TORONTO -- A three-week lockdown in certain regions of the province is necessary to blunt the explosive growth of the variants of concern, Ontario’s COVID-19 scientific advisory table says.

Dr. Peter Juni, the scientific director of the advisory table, believes Ontario could see between 2,500 to 5,000 new cases of COVID-19 per day in a few weeks, if the current trends continue. 

Ontario recorded more than 1,500 cases on Wednesday, the highest single-day total since early February, owing in large part to the variants of concern which account for more than half of the new cases. 

“What we're talking about here predominantly is the Golden Horseshoe, the Golden Horseshoe has a major problem, and we need to tackle this,” Juni told CTV News Toronto. 

Cases from Toronto to Niagara Falls have been steadily increasing over the past few days triggering alarm among health experts and health-care advocates who have warned that the rise in transmission rates will lead to the third wave. 

READ MORE: Ford warns Ontarians to be 'very cautious' after COVID-19 third wave declared in province

“If you look at the seven-day average from early in March it was about a thousand new cases per day, if you look at it now it’s about 1,300 new cases per day in the province,” infectious disease specialist Dr. Isaac Bogoch told CP24. 

“That’s a real trend, and it’s going up.”

Dr. Juni suggested an “early and hard” lockdown in the Golden Horseshoe could cut down the length of closures from months to weeks, giving the province enough time to vaccinate a significant portion of the population. 

“To make it without a renewed lockdown in the situation we're in, that's next to impossible, unless a miracle occurs. This is not about miracles. This is about biology and epidemiology here,” Dr. Juni said.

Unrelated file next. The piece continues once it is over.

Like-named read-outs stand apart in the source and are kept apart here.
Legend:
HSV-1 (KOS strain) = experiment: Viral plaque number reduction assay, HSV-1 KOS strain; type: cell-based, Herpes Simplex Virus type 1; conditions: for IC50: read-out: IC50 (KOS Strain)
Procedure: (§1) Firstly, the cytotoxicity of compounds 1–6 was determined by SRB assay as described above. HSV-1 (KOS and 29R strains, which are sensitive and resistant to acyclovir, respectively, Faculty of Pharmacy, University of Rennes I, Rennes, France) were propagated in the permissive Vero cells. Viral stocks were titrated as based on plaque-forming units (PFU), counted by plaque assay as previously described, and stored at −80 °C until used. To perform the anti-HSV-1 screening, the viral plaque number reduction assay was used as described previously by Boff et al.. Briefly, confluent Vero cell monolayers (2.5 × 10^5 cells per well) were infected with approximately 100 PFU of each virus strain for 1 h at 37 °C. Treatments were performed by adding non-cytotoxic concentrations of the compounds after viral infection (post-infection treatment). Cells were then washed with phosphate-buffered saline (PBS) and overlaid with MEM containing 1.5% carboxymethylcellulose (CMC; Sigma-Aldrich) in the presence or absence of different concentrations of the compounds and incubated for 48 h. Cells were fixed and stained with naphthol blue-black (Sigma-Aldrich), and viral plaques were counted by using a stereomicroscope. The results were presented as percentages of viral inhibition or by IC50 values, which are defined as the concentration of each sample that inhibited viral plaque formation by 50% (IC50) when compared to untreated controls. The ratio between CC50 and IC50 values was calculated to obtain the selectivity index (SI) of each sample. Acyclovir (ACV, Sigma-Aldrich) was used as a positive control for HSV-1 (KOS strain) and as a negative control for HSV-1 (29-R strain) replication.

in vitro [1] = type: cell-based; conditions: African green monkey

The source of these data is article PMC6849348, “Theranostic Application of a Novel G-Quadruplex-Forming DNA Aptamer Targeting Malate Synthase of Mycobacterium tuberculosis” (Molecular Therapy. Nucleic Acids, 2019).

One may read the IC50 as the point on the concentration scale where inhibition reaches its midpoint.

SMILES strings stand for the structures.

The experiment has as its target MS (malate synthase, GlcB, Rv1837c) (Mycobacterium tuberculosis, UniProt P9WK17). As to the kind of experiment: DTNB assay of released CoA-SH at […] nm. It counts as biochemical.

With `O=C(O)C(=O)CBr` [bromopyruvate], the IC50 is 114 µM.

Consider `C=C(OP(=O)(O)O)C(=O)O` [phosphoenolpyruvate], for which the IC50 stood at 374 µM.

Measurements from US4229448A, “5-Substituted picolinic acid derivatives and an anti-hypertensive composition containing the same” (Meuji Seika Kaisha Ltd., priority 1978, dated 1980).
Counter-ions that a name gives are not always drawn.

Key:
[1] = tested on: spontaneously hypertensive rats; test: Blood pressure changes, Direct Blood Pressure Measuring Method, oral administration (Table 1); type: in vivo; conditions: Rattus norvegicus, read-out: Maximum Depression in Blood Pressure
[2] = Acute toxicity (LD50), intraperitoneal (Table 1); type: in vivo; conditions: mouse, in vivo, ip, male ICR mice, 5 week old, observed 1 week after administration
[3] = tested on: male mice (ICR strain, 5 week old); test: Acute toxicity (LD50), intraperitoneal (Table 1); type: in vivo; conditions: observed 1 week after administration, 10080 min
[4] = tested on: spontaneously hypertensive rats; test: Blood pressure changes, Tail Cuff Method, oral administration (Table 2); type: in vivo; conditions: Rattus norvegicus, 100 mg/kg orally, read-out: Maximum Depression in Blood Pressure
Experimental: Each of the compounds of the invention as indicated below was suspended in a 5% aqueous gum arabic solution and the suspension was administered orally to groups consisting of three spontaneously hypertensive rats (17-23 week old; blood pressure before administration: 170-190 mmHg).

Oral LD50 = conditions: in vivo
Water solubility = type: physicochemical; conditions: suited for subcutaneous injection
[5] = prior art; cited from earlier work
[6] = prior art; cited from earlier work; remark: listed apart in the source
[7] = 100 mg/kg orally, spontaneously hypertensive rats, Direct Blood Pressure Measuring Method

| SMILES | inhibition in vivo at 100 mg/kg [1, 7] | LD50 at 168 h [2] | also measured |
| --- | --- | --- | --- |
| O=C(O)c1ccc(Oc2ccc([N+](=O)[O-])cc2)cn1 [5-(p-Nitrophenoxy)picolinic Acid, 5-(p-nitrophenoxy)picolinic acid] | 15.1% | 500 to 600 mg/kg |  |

When asked how lockdowns could be avoided, Dr. Juni suggested even strict adherence of public health measures -- including avoiding all indoor spaces except for essential trips – wouldn’t be enough to escape a third wave. 

“We would need to dramatically change, everybody change our way of approaching this. Is it possible? Has anybody shown you know that this can happen worldwide? No, nobody has.”

Vaccines versus variants

While Ontario is racing to vaccinate as many people as its supply will allow, members of the provincial vaccine taskforce admit the variants will ultimately win the battle. 

“If we’re billing this as a race between variants and vaccination, we’re going to lose, vaccinations are going to lose,” Bogoch said. 

While the province is vaccinating nearly 60,000 people per day, Bogoch noted that several high-risk communities and people aged 60 and older still face a severe risk from the new variants, including a longer stay in intensive care. 

“We’re only starting to vaccinate those over the age of 80 so, if this is a race vaccinations is not going to solve our problem,” Bogoch said. 

Juni said it could take six to eight weeks for the province to vaccinate its way out of the current lockdown cycle, if it’s able to target 2.5 million people who are elderly and live in communities at the highest risk of transmission. 

At the current rate of daily vaccinations Ontario should be able to complete 2.1 million first doses by early April – which Juni said doesn’t give the province enough time for the effectiveness to take hold. 

“It will take roughly two weeks until the effectiveness just kicks in,” Juni said. 

“Even if we're extremely fast to gamble on that would be extremely unwise.”